In December 2003 the Swiss Money Laundering Control Authority (Control Authority) published a revised code of practice for investment companies. According to the new code of practice, all investment companies are considered to be financial intermediaries and thus subject to the provisions of the Swiss Money Laundering Act (MLA, in force since April 1 1998).
The Control Authority argues that the main purpose of investment companies is not the financing of other companies but capital investment. For the definition of investment companies the Control Authority now refers to the rules issued by the SWX Swiss Exchange, which define investment companies as "capital investment bodies organized according to company law, which have the purpose, either exclusively or mainly, of generating yields and/or capital gains and which do not pursue active entrepreneurial activities in the original sense of the term". This rule distinguishes between investment companies and holding companies, which are not subject to the Money Laundering Act.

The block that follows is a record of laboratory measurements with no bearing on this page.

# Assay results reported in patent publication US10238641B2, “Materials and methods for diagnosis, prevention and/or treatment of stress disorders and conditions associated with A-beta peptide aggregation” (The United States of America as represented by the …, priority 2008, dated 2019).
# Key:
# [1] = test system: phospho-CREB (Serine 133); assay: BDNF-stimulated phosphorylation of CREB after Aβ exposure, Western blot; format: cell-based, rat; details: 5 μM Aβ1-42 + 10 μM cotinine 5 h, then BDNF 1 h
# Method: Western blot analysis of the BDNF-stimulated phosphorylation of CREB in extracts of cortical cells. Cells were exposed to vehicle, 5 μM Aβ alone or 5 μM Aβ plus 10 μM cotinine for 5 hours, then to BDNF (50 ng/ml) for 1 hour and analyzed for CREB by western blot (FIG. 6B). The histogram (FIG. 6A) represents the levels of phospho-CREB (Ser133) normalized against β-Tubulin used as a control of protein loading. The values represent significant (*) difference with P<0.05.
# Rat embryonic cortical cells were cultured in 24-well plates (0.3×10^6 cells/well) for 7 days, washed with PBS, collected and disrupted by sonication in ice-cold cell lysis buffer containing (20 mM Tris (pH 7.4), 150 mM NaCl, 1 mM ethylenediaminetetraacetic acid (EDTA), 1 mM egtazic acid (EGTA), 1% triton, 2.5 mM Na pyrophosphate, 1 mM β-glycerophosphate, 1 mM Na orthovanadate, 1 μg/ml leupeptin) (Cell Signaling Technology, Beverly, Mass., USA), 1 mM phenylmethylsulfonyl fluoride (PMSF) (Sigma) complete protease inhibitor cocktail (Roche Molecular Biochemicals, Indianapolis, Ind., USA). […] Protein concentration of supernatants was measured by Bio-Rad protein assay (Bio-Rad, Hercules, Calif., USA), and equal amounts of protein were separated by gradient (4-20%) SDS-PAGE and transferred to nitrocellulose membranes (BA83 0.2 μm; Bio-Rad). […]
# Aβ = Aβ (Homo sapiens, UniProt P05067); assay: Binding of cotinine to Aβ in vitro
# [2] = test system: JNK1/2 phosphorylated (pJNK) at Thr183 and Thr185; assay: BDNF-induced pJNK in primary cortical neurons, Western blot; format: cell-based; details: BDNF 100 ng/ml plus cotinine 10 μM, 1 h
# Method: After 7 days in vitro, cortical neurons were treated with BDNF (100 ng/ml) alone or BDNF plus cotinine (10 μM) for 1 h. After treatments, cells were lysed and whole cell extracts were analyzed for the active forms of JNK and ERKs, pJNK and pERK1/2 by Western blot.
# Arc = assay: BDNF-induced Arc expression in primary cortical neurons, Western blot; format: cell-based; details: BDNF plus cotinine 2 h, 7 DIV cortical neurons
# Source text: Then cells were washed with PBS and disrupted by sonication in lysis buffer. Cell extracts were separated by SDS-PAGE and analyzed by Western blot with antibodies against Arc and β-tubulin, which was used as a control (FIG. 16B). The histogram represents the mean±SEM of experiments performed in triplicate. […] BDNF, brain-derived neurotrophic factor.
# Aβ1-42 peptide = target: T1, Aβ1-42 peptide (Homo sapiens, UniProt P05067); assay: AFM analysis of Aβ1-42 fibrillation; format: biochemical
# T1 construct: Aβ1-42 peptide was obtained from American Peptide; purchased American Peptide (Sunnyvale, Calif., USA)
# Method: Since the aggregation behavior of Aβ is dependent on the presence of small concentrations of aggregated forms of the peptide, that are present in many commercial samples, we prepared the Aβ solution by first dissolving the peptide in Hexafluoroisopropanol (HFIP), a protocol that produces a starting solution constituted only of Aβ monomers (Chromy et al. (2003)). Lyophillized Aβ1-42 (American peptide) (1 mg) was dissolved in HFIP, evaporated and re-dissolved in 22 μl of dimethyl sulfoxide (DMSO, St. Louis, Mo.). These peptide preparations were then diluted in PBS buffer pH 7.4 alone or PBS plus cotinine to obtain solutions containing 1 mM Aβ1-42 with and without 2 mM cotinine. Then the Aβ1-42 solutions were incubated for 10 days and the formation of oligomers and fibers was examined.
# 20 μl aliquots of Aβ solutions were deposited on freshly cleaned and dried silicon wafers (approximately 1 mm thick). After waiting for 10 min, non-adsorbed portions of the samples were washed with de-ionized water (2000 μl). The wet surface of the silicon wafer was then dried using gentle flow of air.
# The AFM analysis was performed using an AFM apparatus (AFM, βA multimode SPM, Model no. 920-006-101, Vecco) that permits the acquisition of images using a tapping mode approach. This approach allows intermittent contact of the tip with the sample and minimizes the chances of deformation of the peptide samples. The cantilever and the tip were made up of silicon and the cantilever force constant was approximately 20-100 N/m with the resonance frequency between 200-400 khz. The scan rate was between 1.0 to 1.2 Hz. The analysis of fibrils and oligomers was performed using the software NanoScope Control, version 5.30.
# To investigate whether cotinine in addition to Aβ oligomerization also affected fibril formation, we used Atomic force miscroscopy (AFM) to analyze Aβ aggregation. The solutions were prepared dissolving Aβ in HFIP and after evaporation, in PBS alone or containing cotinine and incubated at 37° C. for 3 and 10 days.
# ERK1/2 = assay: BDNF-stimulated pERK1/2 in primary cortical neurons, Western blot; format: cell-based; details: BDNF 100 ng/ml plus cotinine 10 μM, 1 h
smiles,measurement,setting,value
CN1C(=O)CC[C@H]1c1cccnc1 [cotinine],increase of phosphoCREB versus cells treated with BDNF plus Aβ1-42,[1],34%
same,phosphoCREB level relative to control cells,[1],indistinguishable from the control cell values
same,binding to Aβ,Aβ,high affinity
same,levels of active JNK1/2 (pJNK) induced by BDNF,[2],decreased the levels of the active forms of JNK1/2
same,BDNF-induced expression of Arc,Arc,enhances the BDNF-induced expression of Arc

As a consequence of the new code of practice, numerous investment companies, including about 40 investment companies now listed on the SWX Swiss Exchange, will have to comply with the obligations of financial intermediaries under the MLA. Thus, investment companies must identify shareholders and the beneficial owners of shares, draw up and retain detailed identification documentation and report cases of suspicious funds.
Further guidance and clarification by the Control Authority on how to fulfil the obligations is required, especially for public investment companies, whose shareholders may sell or purchase shares on a daily basis over the stock exchange.